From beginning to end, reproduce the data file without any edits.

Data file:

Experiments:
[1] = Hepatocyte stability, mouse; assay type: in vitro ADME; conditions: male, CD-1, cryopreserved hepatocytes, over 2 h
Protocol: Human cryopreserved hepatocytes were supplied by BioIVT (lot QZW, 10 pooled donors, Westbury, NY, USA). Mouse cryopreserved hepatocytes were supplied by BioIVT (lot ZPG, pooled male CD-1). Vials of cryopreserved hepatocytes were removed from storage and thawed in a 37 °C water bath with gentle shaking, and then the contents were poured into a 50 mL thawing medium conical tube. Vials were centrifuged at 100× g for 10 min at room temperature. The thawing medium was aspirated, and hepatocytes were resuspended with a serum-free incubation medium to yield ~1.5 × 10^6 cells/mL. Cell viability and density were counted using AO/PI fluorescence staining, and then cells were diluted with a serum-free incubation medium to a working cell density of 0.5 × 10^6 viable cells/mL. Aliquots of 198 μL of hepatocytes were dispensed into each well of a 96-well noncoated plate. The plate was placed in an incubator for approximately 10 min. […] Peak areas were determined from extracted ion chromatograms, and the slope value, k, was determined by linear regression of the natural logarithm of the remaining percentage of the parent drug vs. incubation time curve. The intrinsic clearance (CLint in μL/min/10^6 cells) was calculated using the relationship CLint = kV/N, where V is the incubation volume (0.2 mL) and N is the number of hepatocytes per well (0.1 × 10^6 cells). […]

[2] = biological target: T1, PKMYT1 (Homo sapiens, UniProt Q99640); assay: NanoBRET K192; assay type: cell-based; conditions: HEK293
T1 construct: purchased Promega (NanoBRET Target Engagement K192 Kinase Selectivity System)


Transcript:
Experiments:
[1] = Hepatocyte stability, mouse; assay type: in vitro ADME; conditions: male, CD-1, cryopreserved hepatocytes, over 2 h
Protocol: Human cryopreserved hepatocytes were supplied by BioIVT (lot QZW, 10 pooled donors, Westbury, NY, USA). Mouse cryopreserved hepatocytes were supplied by BioIVT (lot ZPG, pooled male CD-1). Vials of cryopreserved hepatocytes were removed from storage and thawed in a 37 °C water bath with gentle shaking, and then the contents were poured into a 50 mL thawing medium conical tube. Vials were centrifuged at 100× g for 10 min at room temperature. The thawing medium was aspirated, and hepatocytes were resuspended with a serum-free incubation medium to yield ~1.5 × 10^6 cells/mL. Cell viability and density were counted using AO/PI fluorescence staining, and then cells were diluted with a serum-free incubation medium to a working cell density of 0.5 × 10^6 viable cells/mL. Aliquots of 198 μL of hepatocytes were dispensed into each well of a 96-well noncoated plate. The plate was placed in an incubator for approximately 10 min. […] Peak areas were determined from extracted ion chromatograms, and the slope value, k, was determined by linear regression of the natural logarithm of the remaining percentage of the parent drug vs. incubation time curve. The intrinsic clearance (CLint in μL/min/10^6 cells) was calculated using the relationship CLint = kV/N, where V is the incubation volume (0.2 mL) and N is the number of hepatocytes per well (0.1 × 10^6 cells). […]

[2] = biological target: T1, PKMYT1 (Homo sapiens, UniProt Q99640); assay: NanoBRET K192; assay type: cell-based; conditions: HEK293
T1 construct: purchased Promega (NanoBRET Target Engagement K192 Kinase Selectivity System)